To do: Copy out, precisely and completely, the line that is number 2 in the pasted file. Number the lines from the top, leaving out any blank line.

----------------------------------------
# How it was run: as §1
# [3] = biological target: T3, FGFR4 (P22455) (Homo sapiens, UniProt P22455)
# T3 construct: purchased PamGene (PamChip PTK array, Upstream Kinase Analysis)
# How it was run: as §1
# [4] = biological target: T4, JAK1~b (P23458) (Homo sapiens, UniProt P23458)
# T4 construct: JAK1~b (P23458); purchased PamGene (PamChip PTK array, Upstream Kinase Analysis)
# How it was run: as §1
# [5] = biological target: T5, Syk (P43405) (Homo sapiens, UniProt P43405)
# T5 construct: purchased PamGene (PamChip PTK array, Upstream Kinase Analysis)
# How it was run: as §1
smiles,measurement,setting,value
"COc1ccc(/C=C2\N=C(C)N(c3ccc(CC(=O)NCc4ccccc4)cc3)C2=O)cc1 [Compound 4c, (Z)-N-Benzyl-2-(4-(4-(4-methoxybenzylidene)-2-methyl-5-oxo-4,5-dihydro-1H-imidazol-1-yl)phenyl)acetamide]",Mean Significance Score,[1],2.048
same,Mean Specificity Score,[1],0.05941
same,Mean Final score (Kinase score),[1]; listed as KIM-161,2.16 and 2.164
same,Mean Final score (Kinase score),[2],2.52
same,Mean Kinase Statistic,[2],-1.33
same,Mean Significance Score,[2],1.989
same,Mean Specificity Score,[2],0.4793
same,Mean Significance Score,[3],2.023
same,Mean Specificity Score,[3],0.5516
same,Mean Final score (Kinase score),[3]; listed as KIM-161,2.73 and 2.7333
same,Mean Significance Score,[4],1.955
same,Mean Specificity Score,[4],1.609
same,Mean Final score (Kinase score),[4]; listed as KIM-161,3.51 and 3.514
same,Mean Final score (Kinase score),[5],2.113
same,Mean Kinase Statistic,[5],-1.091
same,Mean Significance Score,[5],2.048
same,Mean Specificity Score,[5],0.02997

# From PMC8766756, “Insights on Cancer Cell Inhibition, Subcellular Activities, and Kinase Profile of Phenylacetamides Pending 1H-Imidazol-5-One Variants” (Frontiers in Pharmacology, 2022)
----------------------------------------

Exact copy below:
# [3] = biological target: T3, FGFR4 (P22455) (Homo sapiens, UniProt P22455)